Just for Me
Making Time For YOU!
Let’s face it: women are caregivers. From the moment we wake up to the moment we go to bed, most mom’s days (and brains!) are filled with the details of what needs to be done.
For kids, for spouse, for parents, for household management, for work…for pretty much ANYONE or ANYTHING except themselves.
The toll it can take on our bodies and spirit is very real.
- Nearly three quarters (72%) of family caregivers report not going to the doctor as often as they should
- 55% say they skip doctor appointments for themselves.
- 63% of caregivers report having poor eating habits than non-caregivers.
- 58% indicate worse exercise habits than before caregiving responsibilities.
(National Alliance for Caregiving and Evercare. 2006.)
Sound familiar? Making time for self-care isn’t easy in the milieu of everyone else’s needs…but in the big picture, it actually makes us better caretakers.
I was on a plane last week, my four year old sitting next to me. As the attendants were giving their safety presentation, they stressed putting my oxygen mask on before my son’s. The lady next to me rolled her eyes.
“I don’t know WHAT mother would put a mask on herself before her child.” She whispered to me.
“I know!” I replied, but my brain wondered…why not? At what point did it become de rigueur for mothers to risk passing out from oxygen deprivation rather than have their child wait for five seconds and have mother and child BOTH have enough air?
Carrying that metaphor back into the home and everyday, what boundaries or limits can you set around your caretaking to allow more time for yourself?
I think it’s easier to do if you’re very motivated to reclaim your time. So let’s start by making a list of five things that you love to do, and haven’t had time lately.
In my life, the list would look something like:
- Bikram Yoga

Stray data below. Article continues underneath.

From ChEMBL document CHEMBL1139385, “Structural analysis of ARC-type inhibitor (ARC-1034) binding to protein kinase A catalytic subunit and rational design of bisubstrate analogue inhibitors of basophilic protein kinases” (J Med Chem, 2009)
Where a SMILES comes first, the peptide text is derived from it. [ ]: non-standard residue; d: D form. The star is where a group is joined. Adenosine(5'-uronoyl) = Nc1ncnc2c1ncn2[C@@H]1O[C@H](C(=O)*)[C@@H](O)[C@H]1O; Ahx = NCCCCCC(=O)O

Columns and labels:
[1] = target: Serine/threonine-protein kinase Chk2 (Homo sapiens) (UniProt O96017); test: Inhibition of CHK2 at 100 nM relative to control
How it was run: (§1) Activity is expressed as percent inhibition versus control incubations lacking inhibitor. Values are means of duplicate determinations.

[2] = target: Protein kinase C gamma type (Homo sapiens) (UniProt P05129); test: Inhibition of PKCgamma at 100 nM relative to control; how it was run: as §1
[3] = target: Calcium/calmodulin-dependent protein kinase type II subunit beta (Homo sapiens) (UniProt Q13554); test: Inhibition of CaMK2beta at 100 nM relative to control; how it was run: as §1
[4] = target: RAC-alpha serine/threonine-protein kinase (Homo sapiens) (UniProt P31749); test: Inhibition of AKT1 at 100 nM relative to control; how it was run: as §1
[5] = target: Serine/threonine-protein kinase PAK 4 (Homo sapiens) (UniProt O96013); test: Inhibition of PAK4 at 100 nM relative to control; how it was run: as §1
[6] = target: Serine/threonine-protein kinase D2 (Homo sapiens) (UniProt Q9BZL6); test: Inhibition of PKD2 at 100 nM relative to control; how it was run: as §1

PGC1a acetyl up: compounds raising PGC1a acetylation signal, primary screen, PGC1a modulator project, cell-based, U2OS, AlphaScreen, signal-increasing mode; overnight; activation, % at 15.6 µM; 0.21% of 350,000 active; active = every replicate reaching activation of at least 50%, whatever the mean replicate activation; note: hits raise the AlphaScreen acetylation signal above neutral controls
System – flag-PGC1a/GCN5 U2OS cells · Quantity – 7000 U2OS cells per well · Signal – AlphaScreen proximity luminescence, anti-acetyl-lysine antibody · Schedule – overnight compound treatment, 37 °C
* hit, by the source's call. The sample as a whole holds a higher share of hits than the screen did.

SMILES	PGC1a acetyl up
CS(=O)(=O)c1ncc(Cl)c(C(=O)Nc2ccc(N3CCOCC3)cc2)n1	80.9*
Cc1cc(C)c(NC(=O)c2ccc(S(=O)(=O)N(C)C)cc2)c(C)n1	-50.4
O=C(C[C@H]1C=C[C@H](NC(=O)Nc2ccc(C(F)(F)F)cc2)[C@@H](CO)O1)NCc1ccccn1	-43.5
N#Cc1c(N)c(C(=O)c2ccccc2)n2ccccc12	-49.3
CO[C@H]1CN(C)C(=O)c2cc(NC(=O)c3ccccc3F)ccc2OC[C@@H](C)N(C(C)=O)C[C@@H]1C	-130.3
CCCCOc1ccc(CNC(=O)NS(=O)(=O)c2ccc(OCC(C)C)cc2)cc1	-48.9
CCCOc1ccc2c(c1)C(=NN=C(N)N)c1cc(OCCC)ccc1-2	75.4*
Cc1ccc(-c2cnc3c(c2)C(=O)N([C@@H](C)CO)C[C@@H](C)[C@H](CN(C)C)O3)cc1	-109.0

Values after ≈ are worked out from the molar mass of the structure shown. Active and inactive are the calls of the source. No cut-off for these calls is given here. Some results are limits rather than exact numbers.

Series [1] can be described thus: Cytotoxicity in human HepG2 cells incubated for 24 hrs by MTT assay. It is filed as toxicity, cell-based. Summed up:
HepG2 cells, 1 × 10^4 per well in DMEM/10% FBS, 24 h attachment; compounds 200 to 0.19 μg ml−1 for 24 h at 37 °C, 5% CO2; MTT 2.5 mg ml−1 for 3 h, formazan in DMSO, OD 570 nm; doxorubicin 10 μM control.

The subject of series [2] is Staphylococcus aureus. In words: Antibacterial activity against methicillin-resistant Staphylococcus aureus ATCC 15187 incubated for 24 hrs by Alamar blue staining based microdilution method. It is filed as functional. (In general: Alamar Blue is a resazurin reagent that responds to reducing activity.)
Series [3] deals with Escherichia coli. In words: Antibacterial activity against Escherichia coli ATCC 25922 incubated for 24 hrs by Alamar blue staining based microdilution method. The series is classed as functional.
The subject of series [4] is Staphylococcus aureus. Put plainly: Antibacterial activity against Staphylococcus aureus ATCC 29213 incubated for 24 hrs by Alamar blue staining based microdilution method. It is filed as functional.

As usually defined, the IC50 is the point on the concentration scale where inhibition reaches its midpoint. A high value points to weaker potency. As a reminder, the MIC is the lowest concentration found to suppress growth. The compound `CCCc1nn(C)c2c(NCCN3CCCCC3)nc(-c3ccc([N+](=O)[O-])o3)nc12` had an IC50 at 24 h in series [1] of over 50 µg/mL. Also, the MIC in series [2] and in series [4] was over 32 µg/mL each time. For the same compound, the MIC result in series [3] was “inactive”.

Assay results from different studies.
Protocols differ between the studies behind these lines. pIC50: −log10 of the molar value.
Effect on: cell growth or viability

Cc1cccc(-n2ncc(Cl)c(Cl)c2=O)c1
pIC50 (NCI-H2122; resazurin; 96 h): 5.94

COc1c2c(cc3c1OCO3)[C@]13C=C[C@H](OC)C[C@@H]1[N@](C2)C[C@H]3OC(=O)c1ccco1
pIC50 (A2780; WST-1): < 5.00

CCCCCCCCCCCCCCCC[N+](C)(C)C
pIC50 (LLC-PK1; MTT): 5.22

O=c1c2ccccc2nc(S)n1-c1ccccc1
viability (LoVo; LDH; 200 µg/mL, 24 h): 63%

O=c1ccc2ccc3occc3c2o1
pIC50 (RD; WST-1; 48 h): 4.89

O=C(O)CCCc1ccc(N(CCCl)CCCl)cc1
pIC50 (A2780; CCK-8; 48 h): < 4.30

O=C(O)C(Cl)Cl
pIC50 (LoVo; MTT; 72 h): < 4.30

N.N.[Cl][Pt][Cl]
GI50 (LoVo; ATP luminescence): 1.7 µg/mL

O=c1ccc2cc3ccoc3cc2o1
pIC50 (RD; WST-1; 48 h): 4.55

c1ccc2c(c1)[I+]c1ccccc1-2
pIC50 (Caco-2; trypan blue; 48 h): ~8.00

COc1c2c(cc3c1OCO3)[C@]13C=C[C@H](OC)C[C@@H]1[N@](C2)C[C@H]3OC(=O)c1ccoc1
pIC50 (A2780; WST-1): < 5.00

- Read books
- See friends more often
- Cook from scratch
So where could that time come from? This is where we have to get creative. It could mean a childcare swap with another mom once or twice a month, or signing a preschooler up for the early drop-off lunch program once a week.
It could mean asking your spouse to do school drop off a few mornings a week, or getting up an hour earlier each day.
It could mean teaching your kids some skills that you’ve been managing for them, but it could benefit you both to have them take over. These could include loading and emptying the dishwasher, setting the table, or collecting and putting away their own laundry. If you go that route, try to remember that you’re teaching them for the long term. They don’t have to do it perfectly now, and praising efforts over results sets them up for success.
So write one of each of your things to reclaim on an index card, as well as each of your time reclaiming strategies.
Pick one activity card on a Saturday, and four time-reclaiming cards. Choose the two reclaiming methods that make the most sense for the coming week, and gather any items you’ll need for the activity you’re focusing on that week.
This method will help you stay away from all or nothing thinking, where if you’re not doing ALL the activities and using ALL the methods, you’re failing. It’s all about increments, and having more time for yourself than you did the week before. But the most important step? Setting the intention and recognizing that you need and deserve that time.
Good luck, and let me know how it goes!